circuitry known to be involved in selfknowledge. Subjects make more mistakes
when they have to judge the knowledge of
others. People are much better at judging
what they themselves know.
Seductive allure
Without neuroscience
With neuroscience
Explanation
Good
Bad
Good
Bad
Novices (n=81)
+0.9
–0.7
+0.9
+0.2
Students (n=22)
+0.1
–1.1
+0.7
+0.2
Experts (n=48)
+0.5
–1.1
–0.2
–0.8
(Weisberg et al., 2008)
Brains recognizing words
Group-level
activations for
recognition of words
versus a baseline
condition (Miller, et
al., 2002)
Dissociation in the brain
representation of Arabic
numbers between native
Chinese speakers and native
English speakers (Tang et al.,
2008)
A case study in one district
• Cannington
– Urban school district serving ~20,000 students
– Approximately 20% of the population non-white
– No schools under threat of re-constitution, but all
under pressure to improve test scores
• Funding for a project on “better learning
through smarter teaching”
– Focus on mathematics, science and modern foreign
languages (MFL)
– Commitment from Principals in November 2007
– Initial workshops in July 2008
Progress of TLCs in Cannington
Maths
Science
MFL
Ash
1 —
1 —
0 —
Cedar
5 ▮
1 ▮
3 ▮▮
Hawthorne
4 ▮▮
10 ▮ ▮
5 ▮▮▮▮
Hazel
7 —
12 —
2 —
Larch
1 ▮▮▮▮
0 ▮
0 ▮
Mallow
6 ▮▮▮
7 ▮
3 ▮▮
3 ▮▮▮
1 ▮▮▮
Poplar
11 ▮
Spruce
7 ▮▮▮▮
8 ▮▮▮
5 ▮▮▮
Willow
2 ▮
5 ▮
2 ▮▮▮▮
Totals
44
47
21
Black nos. show teachers attending launch event; blue bars show progress of TLC
Pareto analysis
• Vilfredo Pareto (1848-1923)
– Economist and philosopher
• Pareto improvement
– A change that makes at least one person better
off without making anyone else worse off.
• Pareto efficiency/Pareto optimality
– An allocation of resource is Pareto optimal
when there are no more Pareto improvements
• Obstacles to Pareto improvements
– The political economy of reform
– It is very hard to stop people doing valuable things in order
to give them time to do even more valuable things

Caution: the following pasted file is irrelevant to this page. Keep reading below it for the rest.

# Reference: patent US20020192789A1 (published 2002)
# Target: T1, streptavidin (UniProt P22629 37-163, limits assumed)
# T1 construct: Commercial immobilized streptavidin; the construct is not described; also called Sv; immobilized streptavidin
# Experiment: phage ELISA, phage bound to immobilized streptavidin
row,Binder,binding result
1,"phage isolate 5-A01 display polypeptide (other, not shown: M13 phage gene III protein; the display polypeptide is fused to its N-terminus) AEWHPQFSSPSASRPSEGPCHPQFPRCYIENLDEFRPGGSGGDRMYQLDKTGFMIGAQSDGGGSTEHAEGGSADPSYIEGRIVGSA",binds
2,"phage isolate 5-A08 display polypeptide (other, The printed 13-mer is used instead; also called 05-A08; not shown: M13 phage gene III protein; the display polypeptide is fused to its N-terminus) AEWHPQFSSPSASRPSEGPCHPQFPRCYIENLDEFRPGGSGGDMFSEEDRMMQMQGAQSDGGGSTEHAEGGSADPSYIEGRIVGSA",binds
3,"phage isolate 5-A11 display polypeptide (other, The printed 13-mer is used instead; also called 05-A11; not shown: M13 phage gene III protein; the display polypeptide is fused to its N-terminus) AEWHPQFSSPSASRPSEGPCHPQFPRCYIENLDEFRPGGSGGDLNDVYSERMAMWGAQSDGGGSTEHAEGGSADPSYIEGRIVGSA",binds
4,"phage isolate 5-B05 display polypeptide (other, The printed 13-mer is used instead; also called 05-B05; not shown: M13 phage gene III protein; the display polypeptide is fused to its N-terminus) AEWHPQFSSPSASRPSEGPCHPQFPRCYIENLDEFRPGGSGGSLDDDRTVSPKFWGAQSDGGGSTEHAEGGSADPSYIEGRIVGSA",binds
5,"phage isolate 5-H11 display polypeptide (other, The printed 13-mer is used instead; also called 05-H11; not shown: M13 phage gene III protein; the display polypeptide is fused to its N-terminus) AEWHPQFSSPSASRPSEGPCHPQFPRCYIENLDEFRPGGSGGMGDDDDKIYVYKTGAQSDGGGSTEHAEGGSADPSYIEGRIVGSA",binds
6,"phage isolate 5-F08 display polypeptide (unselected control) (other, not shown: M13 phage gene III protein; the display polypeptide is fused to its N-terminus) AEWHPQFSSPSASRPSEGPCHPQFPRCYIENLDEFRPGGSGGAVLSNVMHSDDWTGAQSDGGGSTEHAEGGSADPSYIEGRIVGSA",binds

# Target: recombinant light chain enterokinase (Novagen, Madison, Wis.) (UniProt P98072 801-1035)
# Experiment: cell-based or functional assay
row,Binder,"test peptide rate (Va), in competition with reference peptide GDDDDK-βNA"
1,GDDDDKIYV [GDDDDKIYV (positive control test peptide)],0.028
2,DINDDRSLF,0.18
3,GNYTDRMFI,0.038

Cake or death?
Cost/effect comparisons
Extra months of
learning per year
Cost/classroom/yr
Class-size reduction (by 30%)
4
$30k
Increase teacher content
knowledge from weak to strong
2
?
Formative assessment/
Assessment for learning
8
$3k
Intervention
Teacher learning
• Teacher learning is just like any other learning
in a highly complex area
– In the same way that teachers cannot do the
learning for their learners
– Leaders cannot do the learning for their teachers
• Two extreme responses
– “It’s hopeless”
– Let a thousand flowers bloom..
• Neither will work
– What leaders can do is engineer effective learning
environments for teachers
The knowing-doing gap
Statement
We know we
should do this
We are
doing this
Getting good ideas from other units in the
chain
4.9
4.0
Instituting an active suggestions program
4.8
3.9
Using a detailed assessment process for
new hires
5.0
4.2
Posting all jobs internally
4.2
3.5
Talking openly about learning from
mistakes
4.9
4.3
Providing employees with frequent
feedback
5.7
5.2
Sharing information about financial
performance
4.3
3.8
Pfeffer, J. (2000). The knowing-doing gap. Cambridge, MA: Harvard Business School Press.
Control and impact
Control
Inside
Low
Impact
High
Outside
Why people shouldn’t work on their own
 Strangers predict your IQ better than you do (Borkenau & Liebler,
1993)
 Most of us think we are above average drivers (Svenson, 1981)
 Only 2% of high school seniors believe their leadership skills are
below average (College Board, 1976/1977)
 …and 25% of them believe they are in the top 1% in their ability to
get along with others (College Board, 1976/1977)
 94% of college professors report doing above average work (Cross,
1997)
 People think they are at lower risk than their peers for heart attacks,
cancer, food poisoning, etc. (Weinstein, 1980)
And, most surprisingly…
 People believe they are better than their peers at providing accurate
self assessment (Pronin, Lin, & Ross, 2002)
What is a Professional Learning Community?
“…an inclusive group of people, motivated
by a shared learning vision, who support
and work with each other, finding ways,
inside and outside their immediate
community, to enquire on their practice and
together learn new and better approaches
that will enhance all pupils’ learning.” (Stoll
et al., 2006)
Professional learning communities
• Professional
– Decision-making under uncertainty
– Accountable to a community of peers
• Learning
– Focused on improvement in student outcomes
• Communities
– Joint enterprise
– Mutual engagement
– Shared repertoire
Professions in comparative perspective
Medical
education
Teacher education
People-centred profession?
✔
✔
Agreed body of knowledge?
✔
✘
Shared language of
description?
✔
✘
Cumulating research?
✔
✘
Practitioners involved in
research
✔
✘
‘Keeping up with research’
regarded as a professional
duty
✔
✘
Context matters
Tight, but loose
• Two opposing factors in any school reform
– Need for flexibility to adapt to local constraints and affordances
• Implies there is appropriate flexibility built into the reform